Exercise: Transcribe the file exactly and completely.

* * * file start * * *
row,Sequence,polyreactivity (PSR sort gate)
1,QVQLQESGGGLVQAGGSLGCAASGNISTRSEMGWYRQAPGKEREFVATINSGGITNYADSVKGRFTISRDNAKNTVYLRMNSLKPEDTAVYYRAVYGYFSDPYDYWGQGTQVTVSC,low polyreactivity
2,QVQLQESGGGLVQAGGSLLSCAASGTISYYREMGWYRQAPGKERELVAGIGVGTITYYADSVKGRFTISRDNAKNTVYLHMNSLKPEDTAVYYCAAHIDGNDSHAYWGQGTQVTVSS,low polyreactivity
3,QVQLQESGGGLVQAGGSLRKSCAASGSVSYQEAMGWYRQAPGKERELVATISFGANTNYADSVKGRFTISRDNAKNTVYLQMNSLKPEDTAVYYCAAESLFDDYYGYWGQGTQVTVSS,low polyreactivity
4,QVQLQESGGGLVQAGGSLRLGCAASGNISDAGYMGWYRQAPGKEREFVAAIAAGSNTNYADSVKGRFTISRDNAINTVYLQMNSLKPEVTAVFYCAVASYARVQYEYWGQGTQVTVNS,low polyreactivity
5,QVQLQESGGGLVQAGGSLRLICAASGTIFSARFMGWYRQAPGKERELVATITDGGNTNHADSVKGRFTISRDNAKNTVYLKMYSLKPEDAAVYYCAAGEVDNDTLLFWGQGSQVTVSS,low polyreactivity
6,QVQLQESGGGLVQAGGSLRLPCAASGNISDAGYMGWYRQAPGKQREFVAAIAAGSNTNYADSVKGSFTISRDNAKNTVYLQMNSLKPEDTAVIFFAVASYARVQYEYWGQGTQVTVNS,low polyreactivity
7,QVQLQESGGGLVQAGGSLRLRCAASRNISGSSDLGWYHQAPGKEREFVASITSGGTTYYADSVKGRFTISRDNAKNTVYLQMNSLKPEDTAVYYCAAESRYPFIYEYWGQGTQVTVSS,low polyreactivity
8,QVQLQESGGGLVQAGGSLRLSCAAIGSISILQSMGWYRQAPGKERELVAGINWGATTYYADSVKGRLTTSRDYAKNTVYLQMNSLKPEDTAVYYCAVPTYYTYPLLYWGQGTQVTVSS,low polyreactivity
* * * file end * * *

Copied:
row,Sequence,polyreactivity (PSR sort gate)
1,QVQLQESGGGLVQAGGSLGCAASGNISTRSEMGWYRQAPGKEREFVATINSGGITNYADSVKGRFTISRDNAKNTVYLRMNSLKPEDTAVYYRAVYGYFSDPYDYWGQGTQVTVSC,low polyreactivity
2,QVQLQESGGGLVQAGGSLLSCAASGTISYYREMGWYRQAPGKERELVAGIGVGTITYYADSVKGRFTISRDNAKNTVYLHMNSLKPEDTAVYYCAAHIDGNDSHAYWGQGTQVTVSS,low polyreactivity
3,QVQLQESGGGLVQAGGSLRKSCAASGSVSYQEAMGWYRQAPGKERELVATISFGANTNYADSVKGRFTISRDNAKNTVYLQMNSLKPEDTAVYYCAAESLFDDYYGYWGQGTQVTVSS,low polyreactivity
4,QVQLQESGGGLVQAGGSLRLGCAASGNISDAGYMGWYRQAPGKEREFVAAIAAGSNTNYADSVKGRFTISRDNAINTVYLQMNSLKPEVTAVFYCAVASYARVQYEYWGQGTQVTVNS,low polyreactivity
5,QVQLQESGGGLVQAGGSLRLICAASGTIFSARFMGWYRQAPGKERELVATITDGGNTNHADSVKGRFTISRDNAKNTVYLKMYSLKPEDAAVYYCAAGEVDNDTLLFWGQGSQVTVSS,low polyreactivity
6,QVQLQESGGGLVQAGGSLRLPCAASGNISDAGYMGWYRQAPGKQREFVAAIAAGSNTNYADSVKGSFTISRDNAKNTVYLQMNSLKPEDTAVIFFAVASYARVQYEYWGQGTQVTVNS,low polyreactivity
7,QVQLQESGGGLVQAGGSLRLRCAASRNISGSSDLGWYHQAPGKEREFVASITSGGTTYYADSVKGRFTISRDNAKNTVYLQMNSLKPEDTAVYYCAAESRYPFIYEYWGQGTQVTVSS,low polyreactivity
8,QVQLQESGGGLVQAGGSLRLSCAAIGSISILQSMGWYRQAPGKERELVAGINWGATTYYADSVKGRLTTSRDYAKNTVYLQMNSLKPEDTAVYYCAVPTYYTYPLLYWGQGTQVTVSS,low polyreactivity